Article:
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Wisconsin roundup: Evers orders state laws changed to drop offensive words; more state news stories

Gov. Tony Evers is ordering the state go through the law books and remove the words “retarded” and “handicapped.” The governor yesterday signed an executive order to replace them with more modern, less offensive terms like “intellectually disabled” and “disabled.” Evers says the idea is to make state statutes more inclusive.

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Charges for northern Wis. man who threw out 8 puppies

A northern Wisconsin man is looking at charges after police say he tossed a garbage bag full of puppies in the trash.

Police in Marshfield posted about the puppies on social media late last month. They say an officer found the newborn pups in a bag in the trash. The dogs' owner is now facing abandonment charges, the puppies are doing fine.

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Dems’ choice for president could accept nomination at Miller Park

Nothing has been confirmed, but the 2020 Democratic presidential nominee could make his or her acceptance speech at Miller Park.

The home of the Brewers would be used during the final day of the party's national convention. An estimated 50,000 people will attend and Miller Park is big enough that everyone could be present for the speech. The Democratic National Convention will be held in Milwaukee over four days in July 2020.

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Republicans divided on Evers secretary nominee

Republican members of a Wisconsin Senate committee say they are divided on Gov. Tony Evers' nominee for a cabinet position.

Dawn Crim offered testimony at the Capitol Wednesday. Crim was charged with felony child abuse 14 years ago when she jabbed her 5-year-old son's hand with a pen, but she was never convicted. Crim defended her character and credentials before the committee members. She is Evers' choice to head the state Department of Safety and Professional Services.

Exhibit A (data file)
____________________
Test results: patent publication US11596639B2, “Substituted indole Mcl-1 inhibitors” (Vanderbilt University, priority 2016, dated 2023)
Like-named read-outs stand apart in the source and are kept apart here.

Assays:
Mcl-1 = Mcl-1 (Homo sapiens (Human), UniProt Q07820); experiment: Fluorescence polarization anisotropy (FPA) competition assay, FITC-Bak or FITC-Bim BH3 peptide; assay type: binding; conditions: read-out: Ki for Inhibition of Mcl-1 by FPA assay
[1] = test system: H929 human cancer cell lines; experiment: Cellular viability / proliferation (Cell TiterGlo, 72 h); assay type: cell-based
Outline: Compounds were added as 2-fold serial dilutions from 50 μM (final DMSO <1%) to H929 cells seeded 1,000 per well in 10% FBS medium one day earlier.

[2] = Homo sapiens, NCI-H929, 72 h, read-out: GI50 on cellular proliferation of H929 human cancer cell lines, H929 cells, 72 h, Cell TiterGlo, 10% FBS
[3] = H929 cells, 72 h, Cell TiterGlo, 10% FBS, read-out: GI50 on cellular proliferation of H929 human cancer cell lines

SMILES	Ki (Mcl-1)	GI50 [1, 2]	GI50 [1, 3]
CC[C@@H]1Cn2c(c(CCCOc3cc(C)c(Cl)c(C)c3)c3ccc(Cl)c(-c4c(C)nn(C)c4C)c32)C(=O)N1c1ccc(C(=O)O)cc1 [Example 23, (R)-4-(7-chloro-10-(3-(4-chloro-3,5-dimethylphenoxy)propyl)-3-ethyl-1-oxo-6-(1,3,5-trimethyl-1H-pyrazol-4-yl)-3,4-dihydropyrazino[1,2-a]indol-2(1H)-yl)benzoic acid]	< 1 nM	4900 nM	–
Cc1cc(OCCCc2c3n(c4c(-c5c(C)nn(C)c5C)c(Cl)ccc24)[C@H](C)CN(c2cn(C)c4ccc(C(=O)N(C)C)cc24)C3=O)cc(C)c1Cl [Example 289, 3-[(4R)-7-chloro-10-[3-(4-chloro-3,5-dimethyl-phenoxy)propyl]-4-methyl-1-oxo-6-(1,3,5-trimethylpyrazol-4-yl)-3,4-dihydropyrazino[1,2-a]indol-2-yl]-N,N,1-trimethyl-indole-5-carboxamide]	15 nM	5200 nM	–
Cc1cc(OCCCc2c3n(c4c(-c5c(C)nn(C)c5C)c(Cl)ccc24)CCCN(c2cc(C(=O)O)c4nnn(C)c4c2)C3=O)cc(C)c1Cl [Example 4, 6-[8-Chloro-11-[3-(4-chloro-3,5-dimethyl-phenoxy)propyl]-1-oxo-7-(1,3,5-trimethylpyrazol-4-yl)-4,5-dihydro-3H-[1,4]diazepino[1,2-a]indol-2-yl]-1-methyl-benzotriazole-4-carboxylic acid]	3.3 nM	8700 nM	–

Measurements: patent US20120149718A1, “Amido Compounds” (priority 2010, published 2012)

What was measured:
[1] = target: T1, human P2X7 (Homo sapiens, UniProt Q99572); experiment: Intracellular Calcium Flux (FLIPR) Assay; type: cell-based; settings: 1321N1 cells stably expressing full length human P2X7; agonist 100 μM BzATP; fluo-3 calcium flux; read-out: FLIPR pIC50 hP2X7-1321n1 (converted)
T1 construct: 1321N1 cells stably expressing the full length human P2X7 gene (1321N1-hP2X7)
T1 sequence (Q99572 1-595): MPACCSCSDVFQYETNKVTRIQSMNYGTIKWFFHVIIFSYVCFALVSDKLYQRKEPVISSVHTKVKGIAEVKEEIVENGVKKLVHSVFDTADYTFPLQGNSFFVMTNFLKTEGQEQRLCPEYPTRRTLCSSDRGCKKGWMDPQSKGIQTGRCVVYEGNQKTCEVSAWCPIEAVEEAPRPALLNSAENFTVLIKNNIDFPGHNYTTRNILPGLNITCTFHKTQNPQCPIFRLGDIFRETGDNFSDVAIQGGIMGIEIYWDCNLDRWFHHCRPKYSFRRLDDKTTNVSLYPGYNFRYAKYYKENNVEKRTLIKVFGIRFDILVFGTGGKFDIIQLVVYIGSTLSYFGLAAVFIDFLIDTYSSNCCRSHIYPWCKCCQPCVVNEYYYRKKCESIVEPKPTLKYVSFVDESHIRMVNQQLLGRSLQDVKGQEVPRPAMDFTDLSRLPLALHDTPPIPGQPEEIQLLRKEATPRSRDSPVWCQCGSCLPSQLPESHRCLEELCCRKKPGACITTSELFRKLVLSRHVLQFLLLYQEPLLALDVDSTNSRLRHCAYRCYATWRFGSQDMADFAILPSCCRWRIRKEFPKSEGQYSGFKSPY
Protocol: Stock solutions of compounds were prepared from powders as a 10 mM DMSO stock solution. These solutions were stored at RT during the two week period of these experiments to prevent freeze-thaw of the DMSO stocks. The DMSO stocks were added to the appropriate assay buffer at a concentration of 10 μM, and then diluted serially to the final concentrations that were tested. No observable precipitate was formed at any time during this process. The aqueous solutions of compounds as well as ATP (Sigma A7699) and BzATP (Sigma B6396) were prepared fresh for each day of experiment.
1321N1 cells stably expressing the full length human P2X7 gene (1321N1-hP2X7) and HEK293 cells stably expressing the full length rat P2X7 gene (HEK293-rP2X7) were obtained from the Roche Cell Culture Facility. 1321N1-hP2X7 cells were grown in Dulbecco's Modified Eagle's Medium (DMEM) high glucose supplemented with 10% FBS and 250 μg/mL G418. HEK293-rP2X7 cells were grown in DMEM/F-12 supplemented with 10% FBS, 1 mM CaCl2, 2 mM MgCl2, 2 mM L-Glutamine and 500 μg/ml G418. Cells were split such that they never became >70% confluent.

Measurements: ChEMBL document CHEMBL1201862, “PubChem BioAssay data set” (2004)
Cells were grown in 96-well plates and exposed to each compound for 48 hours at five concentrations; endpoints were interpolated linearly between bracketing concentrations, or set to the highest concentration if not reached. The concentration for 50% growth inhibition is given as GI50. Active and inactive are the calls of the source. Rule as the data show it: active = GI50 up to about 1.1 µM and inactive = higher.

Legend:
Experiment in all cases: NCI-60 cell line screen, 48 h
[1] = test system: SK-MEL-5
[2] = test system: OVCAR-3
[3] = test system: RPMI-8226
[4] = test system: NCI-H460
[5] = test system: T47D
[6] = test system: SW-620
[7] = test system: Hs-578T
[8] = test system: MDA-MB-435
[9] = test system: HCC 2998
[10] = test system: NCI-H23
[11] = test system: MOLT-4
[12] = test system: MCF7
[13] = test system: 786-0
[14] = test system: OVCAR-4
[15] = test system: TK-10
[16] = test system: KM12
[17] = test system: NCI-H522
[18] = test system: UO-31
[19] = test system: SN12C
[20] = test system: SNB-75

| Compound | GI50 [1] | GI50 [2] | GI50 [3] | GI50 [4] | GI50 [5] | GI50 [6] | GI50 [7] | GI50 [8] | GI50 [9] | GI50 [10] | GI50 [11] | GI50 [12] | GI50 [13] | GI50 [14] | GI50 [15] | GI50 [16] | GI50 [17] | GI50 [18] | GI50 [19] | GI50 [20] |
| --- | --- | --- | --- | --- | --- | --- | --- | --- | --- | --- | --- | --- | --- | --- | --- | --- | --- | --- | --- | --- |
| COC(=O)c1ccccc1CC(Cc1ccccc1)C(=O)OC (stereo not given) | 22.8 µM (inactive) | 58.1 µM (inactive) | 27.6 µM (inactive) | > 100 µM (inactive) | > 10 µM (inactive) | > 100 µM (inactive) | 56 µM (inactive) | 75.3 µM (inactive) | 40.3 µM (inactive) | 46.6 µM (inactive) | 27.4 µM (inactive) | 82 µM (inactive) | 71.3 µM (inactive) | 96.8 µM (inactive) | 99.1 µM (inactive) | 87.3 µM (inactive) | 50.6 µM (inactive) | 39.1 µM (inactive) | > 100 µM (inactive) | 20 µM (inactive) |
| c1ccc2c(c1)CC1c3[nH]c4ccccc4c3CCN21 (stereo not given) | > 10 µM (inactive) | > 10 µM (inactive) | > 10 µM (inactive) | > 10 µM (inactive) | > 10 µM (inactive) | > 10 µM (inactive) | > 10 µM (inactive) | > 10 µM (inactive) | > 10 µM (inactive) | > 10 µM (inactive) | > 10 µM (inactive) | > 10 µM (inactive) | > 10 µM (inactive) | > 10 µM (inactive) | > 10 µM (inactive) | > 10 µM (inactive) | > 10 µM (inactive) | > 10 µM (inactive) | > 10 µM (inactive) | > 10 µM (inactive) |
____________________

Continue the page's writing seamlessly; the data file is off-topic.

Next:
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Atheist group questions Ft. Atkinson training session for teachers

Wisconsin-based Freedom From Religion is questioning a planned training course for teachers in the Ft. Atkinson School District.

The professional development day scheduled for March 22 includes one breakout session with a religious theme. An attorney challenging the plans says even though the course is optional and doesn't involve students, it violates the U.S. Constitution because it endorses religion. Superintendent Lynn Brown says she is consulting with the district's legal counsel.

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Kohler Co. moves 600 jobs out of state to Mississippi

A decision by Kohler Co. to close its Sheboygan County engine division is eliminating 600 jobs there.

The small engine manufacturing company says it is moving the work to Mississippi. Kohler says all the workers will be offered alternative positions. It is investing $15 million at its new operation in Hattiesburg. The union says 280 production jobs and 320 administrative positions are being cut here, but no employee is being forced out.

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Girl, 2, still missing after father arrested on suspicion of killing mother

Milwaukee police say they have taken accused shooter Dariaz Higgins into custody, but they are still looking for the 2-year-old girl he had with him.

Authorities are following up on leads which suggest the child, Noelani Robinson, is in either Minnesota or Michigan. Higgins is wanted for the Monday double-shooting which left Sierra Robinson dead. Witnesses say he left the scene after the shooting and he had the girl with him.

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